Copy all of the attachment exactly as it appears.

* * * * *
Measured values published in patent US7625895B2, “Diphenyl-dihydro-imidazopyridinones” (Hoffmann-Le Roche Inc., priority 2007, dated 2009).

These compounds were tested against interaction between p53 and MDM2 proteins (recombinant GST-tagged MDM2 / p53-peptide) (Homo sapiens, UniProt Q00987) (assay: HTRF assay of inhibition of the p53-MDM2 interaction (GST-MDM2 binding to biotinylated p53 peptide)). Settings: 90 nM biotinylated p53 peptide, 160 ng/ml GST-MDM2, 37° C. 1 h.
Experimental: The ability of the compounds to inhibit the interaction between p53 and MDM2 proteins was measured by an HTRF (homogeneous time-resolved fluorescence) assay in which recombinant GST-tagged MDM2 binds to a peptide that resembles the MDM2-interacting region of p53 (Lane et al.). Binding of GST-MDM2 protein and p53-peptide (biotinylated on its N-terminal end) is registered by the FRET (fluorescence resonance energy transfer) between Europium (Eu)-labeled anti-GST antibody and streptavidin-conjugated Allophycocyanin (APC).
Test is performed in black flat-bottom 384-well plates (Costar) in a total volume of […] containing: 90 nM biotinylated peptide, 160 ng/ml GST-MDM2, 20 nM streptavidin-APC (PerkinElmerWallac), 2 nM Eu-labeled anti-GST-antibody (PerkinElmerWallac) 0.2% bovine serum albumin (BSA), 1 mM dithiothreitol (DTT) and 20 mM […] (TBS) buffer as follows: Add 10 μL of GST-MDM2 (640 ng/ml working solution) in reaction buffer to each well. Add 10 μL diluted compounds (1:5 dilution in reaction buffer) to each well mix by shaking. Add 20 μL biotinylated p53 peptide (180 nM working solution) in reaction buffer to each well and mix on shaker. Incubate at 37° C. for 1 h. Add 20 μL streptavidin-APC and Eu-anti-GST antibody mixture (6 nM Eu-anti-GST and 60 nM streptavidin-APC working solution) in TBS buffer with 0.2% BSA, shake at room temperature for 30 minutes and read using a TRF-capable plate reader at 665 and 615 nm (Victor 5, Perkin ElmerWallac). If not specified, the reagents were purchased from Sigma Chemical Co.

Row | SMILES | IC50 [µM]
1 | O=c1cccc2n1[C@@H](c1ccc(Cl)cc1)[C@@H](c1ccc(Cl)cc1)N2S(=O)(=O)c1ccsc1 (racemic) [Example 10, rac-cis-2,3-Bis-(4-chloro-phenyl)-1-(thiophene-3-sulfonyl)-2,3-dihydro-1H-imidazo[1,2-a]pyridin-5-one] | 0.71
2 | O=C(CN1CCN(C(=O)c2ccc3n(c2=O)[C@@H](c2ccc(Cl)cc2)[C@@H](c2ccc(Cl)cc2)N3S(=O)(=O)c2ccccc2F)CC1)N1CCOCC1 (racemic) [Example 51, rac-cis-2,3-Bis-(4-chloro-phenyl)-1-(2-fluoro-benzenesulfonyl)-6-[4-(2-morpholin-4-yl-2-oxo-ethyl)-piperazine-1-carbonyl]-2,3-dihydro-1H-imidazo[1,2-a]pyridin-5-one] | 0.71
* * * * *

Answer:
Measured values published in patent US7625895B2, “Diphenyl-dihydro-imidazopyridinones” (Hoffmann-Le Roche Inc., priority 2007, dated 2009).

These compounds were tested against interaction between p53 and MDM2 proteins (recombinant GST-tagged MDM2 / p53-peptide) (Homo sapiens, UniProt Q00987) (assay: HTRF assay of inhibition of the p53-MDM2 interaction (GST-MDM2 binding to biotinylated p53 peptide)). Settings: 90 nM biotinylated p53 peptide, 160 ng/ml GST-MDM2, 37° C. 1 h.
Experimental: The ability of the compounds to inhibit the interaction between p53 and MDM2 proteins was measured by an HTRF (homogeneous time-resolved fluorescence) assay in which recombinant GST-tagged MDM2 binds to a peptide that resembles the MDM2-interacting region of p53 (Lane et al.). Binding of GST-MDM2 protein and p53-peptide (biotinylated on its N-terminal end) is registered by the FRET (fluorescence resonance energy transfer) between Europium (Eu)-labeled anti-GST antibody and streptavidin-conjugated Allophycocyanin (APC).
Test is performed in black flat-bottom 384-well plates (Costar) in a total volume of […] containing: 90 nM biotinylated peptide, 160 ng/ml GST-MDM2, 20 nM streptavidin-APC (PerkinElmerWallac), 2 nM Eu-labeled anti-GST-antibody (PerkinElmerWallac) 0.2% bovine serum albumin (BSA), 1 mM dithiothreitol (DTT) and 20 mM […] (TBS) buffer as follows: Add 10 μL of GST-MDM2 (640 ng/ml working solution) in reaction buffer to each well. Add 10 μL diluted compounds (1:5 dilution in reaction buffer) to each well mix by shaking. Add 20 μL biotinylated p53 peptide (180 nM working solution) in reaction buffer to each well and mix on shaker. Incubate at 37° C. for 1 h. Add 20 μL streptavidin-APC and Eu-anti-GST antibody mixture (6 nM Eu-anti-GST and 60 nM streptavidin-APC working solution) in TBS buffer with 0.2% BSA, shake at room temperature for 30 minutes and read using a TRF-capable plate reader at 665 and 615 nm (Victor 5, Perkin ElmerWallac). If not specified, the reagents were purchased from Sigma Chemical Co.

Row | SMILES | IC50 [µM]
1 | O=c1cccc2n1[C@@H](c1ccc(Cl)cc1)[C@@H](c1ccc(Cl)cc1)N2S(=O)(=O)c1ccsc1 (racemic) [Example 10, rac-cis-2,3-Bis-(4-chloro-phenyl)-1-(thiophene-3-sulfonyl)-2,3-dihydro-1H-imidazo[1,2-a]pyridin-5-one] | 0.71
2 | O=C(CN1CCN(C(=O)c2ccc3n(c2=O)[C@@H](c2ccc(Cl)cc2)[C@@H](c2ccc(Cl)cc2)N3S(=O)(=O)c2ccccc2F)CC1)N1CCOCC1 (racemic) [Example 51, rac-cis-2,3-Bis-(4-chloro-phenyl)-1-(2-fluoro-benzenesulfonyl)-6-[4-(2-morpholin-4-yl-2-oxo-ethyl)-piperazine-1-carbonyl]-2,3-dihydro-1H-imidazo[1,2-a]pyridin-5-one] | 0.71